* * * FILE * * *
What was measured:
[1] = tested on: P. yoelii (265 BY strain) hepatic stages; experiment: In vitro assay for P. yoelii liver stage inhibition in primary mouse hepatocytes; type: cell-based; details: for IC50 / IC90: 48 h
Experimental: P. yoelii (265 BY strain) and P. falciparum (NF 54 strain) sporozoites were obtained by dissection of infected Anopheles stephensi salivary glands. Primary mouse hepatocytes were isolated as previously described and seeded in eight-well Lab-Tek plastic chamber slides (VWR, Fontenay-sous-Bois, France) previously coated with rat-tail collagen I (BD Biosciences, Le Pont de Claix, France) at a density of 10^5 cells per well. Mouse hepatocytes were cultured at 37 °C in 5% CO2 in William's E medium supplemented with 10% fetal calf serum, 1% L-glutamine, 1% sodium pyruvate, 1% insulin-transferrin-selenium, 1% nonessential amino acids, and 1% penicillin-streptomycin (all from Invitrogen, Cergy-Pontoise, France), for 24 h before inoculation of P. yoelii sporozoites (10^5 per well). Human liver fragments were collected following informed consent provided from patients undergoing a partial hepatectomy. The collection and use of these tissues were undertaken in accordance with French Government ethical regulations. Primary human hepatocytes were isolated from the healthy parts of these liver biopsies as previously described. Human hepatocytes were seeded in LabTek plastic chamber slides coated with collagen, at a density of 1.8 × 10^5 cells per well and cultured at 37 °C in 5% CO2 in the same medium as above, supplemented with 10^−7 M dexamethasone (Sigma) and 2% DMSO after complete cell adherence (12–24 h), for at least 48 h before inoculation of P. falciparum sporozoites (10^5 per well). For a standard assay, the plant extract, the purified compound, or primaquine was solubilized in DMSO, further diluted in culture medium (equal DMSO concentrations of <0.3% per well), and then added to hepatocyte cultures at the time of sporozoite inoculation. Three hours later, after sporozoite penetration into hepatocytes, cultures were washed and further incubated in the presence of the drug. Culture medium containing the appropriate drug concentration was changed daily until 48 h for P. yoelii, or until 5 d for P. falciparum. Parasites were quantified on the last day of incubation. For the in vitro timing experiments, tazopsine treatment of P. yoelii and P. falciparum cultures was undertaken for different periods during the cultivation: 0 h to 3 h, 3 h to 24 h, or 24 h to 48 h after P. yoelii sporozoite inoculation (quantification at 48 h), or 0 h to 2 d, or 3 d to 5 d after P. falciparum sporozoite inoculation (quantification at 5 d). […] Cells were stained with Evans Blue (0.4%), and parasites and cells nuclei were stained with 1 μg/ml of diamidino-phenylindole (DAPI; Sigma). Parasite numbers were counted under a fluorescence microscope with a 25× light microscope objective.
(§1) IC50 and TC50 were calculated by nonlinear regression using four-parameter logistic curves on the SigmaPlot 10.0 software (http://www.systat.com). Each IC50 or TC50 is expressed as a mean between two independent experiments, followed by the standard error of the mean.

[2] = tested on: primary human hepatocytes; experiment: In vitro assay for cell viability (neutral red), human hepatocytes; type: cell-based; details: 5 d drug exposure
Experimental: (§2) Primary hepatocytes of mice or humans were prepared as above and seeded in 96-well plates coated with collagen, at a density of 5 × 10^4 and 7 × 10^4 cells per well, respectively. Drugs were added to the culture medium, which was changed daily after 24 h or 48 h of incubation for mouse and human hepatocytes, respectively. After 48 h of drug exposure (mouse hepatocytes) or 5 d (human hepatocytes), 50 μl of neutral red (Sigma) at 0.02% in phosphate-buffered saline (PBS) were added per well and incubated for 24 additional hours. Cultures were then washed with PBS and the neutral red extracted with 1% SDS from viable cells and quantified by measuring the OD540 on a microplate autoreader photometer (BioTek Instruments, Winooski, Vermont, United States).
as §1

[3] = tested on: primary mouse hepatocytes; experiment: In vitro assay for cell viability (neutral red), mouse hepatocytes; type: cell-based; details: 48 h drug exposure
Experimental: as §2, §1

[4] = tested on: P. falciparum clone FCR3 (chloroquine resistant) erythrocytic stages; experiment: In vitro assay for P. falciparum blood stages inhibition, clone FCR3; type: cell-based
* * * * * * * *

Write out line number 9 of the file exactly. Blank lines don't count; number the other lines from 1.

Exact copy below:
Experimental: as §2, §1